San Leandro, CA

Fiber-optic Advantages: Telecom & Networking

Fiber-optic Advantages: Telecom & Networking


I often get the question “do we really need GigE?” so I spend a few hours on the Internet to try and collect some of the large users of bandwidth. The key question for a community is how many of these functions are we willing to deny our citizens? There is no disagreement that these functions will take fiber optic backbones for business, although some argue that the home does not need this capacity (now, but what about in the future?). However if you ever talk to someone that has had GigE they often say, “You don’t understand the experience until you have it and when it is gone, you miss it.”


13 Advantages of Fiber-optic Internet

1. Backhaul: Many feel that WiFi services such as 3G, long-term evolution (LTE), and worldwide interoperability for microwave access (WiMAX) are going to rapidly expand and thus not require broad band connectivity yet this is one of the biggest loads on broadband in order to backhaul all of the data.

2. IP TV: Few doubt that IP TV is on its way via wireline and wireless networks. Both still require very high capacity backhaul.

3. Broadband Services Provision: Broadband services in many areas are at their limits in the ability of people to provision and maintain them. In this case, the broadband can be viewed as the same technology all remote operations and maintenance.

4. High-Bandwidth Trunking: There has been a rapid development in data communications over the past few years, including the creation of the concept of trunking. Users share connections with each other where trunking is applied so the connections are less dense and more understandable. Trunking uses communication media in parallel with increased bandwidth and communication speed.

5. Online, Real-Time Models: One example of this is the state model that is used by the energy transmission industry to assess the reliability of the transmission grid (e.g. which assets are more critical). There are also other examples where models are used to assess raw streaming data (e.g. turbines) to provide insights.

6. Stock Market and Other Time-Sensitive Servers: Stock markets and other financial data such as commodities prices are available as they change. With automated trading, the requirements for more speed and less latency are in high demand. There are many other time-sensitive servers that are either available or coming, such as the price of wholesale power as often as every 5 minutes (with some thought to making them instantaneous), or building data sets such as efficiency and greenhouse gas generation, and many more.

7. Real-Time Spam Detection and Deletion: Detecting spam in real-time and deleting or diverting before it gets to the user are often functions that are done better at a server rather than at the client mail reader. Depending upon the number of users, this could be a very high speed stream.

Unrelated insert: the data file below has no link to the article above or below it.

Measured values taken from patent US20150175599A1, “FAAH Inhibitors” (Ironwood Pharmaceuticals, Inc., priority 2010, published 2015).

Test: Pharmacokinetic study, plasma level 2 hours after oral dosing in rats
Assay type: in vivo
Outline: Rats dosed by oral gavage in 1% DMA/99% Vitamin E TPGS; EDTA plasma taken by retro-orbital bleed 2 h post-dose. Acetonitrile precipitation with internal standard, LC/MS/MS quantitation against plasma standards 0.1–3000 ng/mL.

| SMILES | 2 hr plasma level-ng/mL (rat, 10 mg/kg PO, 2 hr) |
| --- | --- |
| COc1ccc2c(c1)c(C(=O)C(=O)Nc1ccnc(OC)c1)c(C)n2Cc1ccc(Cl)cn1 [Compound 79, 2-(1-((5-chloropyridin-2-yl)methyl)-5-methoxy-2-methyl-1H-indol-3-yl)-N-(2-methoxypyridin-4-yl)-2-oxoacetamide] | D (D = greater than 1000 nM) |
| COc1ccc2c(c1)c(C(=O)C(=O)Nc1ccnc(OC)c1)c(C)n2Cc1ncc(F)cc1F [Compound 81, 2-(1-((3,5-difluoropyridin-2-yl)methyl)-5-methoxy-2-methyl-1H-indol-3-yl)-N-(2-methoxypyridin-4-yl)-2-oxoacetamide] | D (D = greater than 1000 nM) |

8. High-Throughput Intrusion Detection: Not all uses of the network are benevolent. Common tactics include hitting fast and hard (sometimes called a denial of service attack) or hitting so slowly that the actions appear to be unrelated. As the attacks get more sophisticated, so must be responses. These systems will require very high throughput to avoid the solution being worse than the problem.

9. Attack Deflection: Attacks on a system, given enough time, analysis, and history, are often detectable, especially during the original probe. Once the detection is perfected, deflection of the attack should become standard. With software-defined networks, the actual network is virtualized and can be altered to simply dump the intruder. At the speeds of a bot attack, it is not hard to imagine that these are extremely fast responses from a protected system. There are many other developments here (e.g., honeypots, pattern matches) and whatever resources used by the attackers need to be available to the shields.

10. Real-Time Intrusion Detection and Response: Like Spam but much more dangerous would be the real-time intrusion detection as it not only must analyze incoming packages as to their potential to cause mischief, sometimes these are only recognized by comparing or looking for some historical event thus not only do they require high bandwidth to make the round trip to the analysis software, this analysis software has to be able to access the history of previous attempts.

11. Network Management/Collision avoidance: The equations defining movement are well known, so as equipment (ships, aircraft, trains) becomes more digital, there will be additional applications looking at and warning of potential collisions.

12. Maritime and Aeronautical Mobile Communications, VSAT Applications: Although we focus on the personal mobile devices, there are other areas specialized in domains such as maritime and aeronautical that are experiencing similar growth in data handling needs.

13. Video/Audio Contribution and Distribution and Direct-to-Home (DTH) Services: Services required for homes will continue to grow as some of our communities in the US have installed FTTH (Fiber to the Home). But we must realize that this is even more common in Europe and Asia. These services can be telehealth, entertainment, connectivity and much more.



This is a key point: people do not do just one thing, they do all of those things and more. There are many uses of high bandwidth, but the key ones are (in addition to those named above) VOIP, Telepresence, Back Office, Web, and Cloud. The point is that even if broadband capacity is adequate for some of these functions, that does not work for businesses that have many people and devices. Learn more about getting fiber to your business today.